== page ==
Wondering where to put your money in the upcoming console war between the Sony Corporation (ADR) (NYSE:SNE) PlayStation 4 and Microsoft Corporation (NASDAQ:MSFT)’s new Xbox console? Sony's stock price has been on a slow decline since 2011 and Microsoft has, for the most part, held steady since 2009 in a kind of soft rut. With the Wii U already on the market and not selling well, it looks like Nintendo Co., Ltd (ADR) (NASDAQOTH: NTDOY) is already out of the real race. Maybe the best idea is to invest a little further down the food chain, and look at who is manufacturing the microchips that will be powering the new consoles.
When Sony developed the PlayStation 3, they worked with NVIDIA Corporation (NASDAQ:NVDA) to develop the RSX “Reality Synthesizer” graphics processing unit, or GPU. Sony oversaw manufacturing, while Nvidia provided support to the manufacturers.
Nvidia also worked with Microsoft in the development of a GPU for the original Xbox, but when it came time to develop the Xbox 360, Microsoft chose to license a design by ATI and handle manufacturing itself. In 2006, Advanced Micro Devices, Inc. (NYSE:AMD), Nvidia’s chief rival, acquired ATI.
So where does that leave us today? With rumors circulating that Sony will be going with AMD for the GPU for the PlayStation 4. Similar rumors are circulating that Microsoft will also include AMD GPUs in the next Xbox. Nintendo used AMD technology in the Wii U, and while the unit isn’t selling as well as expected, no one is faulting the processors. So if it’s true that the new Xbox and the PlayStation 4 will also use AMD GPUs, then, for the first time, graphics superiority will be taken out of the equation for consumers trying to decide between the three consoles. Assuming, however, that the rumor mill may be shockingly inaccurate, let’s look at both AMD and Nvidia, because it really would be shocking if one or both of them weren’t providing processors for the new consoles.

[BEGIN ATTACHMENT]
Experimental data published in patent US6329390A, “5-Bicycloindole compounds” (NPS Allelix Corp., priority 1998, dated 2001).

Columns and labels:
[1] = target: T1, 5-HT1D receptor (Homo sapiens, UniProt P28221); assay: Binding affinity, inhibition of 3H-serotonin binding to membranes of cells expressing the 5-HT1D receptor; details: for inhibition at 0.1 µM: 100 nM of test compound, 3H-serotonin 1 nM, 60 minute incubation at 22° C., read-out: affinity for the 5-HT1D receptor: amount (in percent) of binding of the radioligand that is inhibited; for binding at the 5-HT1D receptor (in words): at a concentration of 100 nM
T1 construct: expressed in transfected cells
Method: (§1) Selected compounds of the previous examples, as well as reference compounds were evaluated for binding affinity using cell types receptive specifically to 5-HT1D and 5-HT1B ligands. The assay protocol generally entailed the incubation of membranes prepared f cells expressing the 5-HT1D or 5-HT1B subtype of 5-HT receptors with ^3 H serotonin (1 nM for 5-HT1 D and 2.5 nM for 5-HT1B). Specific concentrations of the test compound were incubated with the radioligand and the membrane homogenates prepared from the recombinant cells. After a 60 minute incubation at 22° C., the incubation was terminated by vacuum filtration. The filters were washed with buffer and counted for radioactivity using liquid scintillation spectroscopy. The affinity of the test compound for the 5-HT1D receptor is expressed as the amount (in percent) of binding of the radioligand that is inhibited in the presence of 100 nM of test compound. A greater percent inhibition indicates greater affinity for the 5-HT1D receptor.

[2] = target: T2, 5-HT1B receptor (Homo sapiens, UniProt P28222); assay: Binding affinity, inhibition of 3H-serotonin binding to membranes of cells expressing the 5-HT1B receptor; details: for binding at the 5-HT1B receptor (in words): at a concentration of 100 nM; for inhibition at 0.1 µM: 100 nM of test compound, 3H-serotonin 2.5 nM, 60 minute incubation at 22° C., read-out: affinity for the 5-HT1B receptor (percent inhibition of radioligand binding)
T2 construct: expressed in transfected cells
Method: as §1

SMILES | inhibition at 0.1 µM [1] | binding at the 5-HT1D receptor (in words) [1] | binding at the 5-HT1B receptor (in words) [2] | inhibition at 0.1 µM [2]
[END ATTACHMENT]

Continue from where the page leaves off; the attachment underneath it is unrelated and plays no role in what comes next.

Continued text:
With a market cap of $1.99 billion and a five year stock chart that looks disturbingly like a roller coaster ride, AMD doesn’t look like a good bet long term. But with its current low price, it might be worth a short term investment aimed at raking in some quick cash and then letting it go. Of course, that will only happen if the console rumors are true.
Nvidia, on the other hand, has a much more stable stock history, especially over the last two years. With a market cap of $7.89 billion, an 11.57% return on average assets and a 15.86% return on average equity in 2012, Nvidia is the larger and stronger of the two companies. Nvidia also had a net profit margin of 14.53% in 2012. By comparison, AMD’s net profit margin for 2012 was -21.82%, their return on average assets is -26.42%, and their return on average equity is -111.18%. That sets my risk-averse teeth on edge.